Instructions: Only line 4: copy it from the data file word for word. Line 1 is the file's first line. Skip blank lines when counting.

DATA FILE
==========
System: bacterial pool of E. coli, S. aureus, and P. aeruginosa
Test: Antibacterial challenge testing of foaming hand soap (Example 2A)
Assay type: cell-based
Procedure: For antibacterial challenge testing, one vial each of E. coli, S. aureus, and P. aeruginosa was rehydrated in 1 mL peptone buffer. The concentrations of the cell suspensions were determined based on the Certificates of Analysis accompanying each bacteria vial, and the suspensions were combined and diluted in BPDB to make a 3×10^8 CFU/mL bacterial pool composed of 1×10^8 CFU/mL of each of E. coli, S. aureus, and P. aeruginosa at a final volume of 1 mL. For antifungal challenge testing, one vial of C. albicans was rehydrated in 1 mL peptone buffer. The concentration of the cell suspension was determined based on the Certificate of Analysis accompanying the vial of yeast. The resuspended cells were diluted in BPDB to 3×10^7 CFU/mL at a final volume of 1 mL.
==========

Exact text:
Procedure: For antibacterial challenge testing, one vial each of E. coli, S. aureus, and P. aeruginosa was rehydrated in 1 mL peptone buffer. The concentrations of the cell suspensions were determined based on the Certificates of Analysis accompanying each bacteria vial, and the suspensions were combined and diluted in BPDB to make a 3×10^8 CFU/mL bacterial pool composed of 1×10^8 CFU/mL of each of E. coli, S. aureus, and P. aeruginosa at a final volume of 1 mL. For antifungal challenge testing, one vial of C. albicans was rehydrated in 1 mL peptone buffer. The concentration of the cell suspension was determined based on the Certificate of Analysis accompanying the vial of yeast. The resuspended cells were diluted in BPDB to 3×10^7 CFU/mL at a final volume of 1 mL.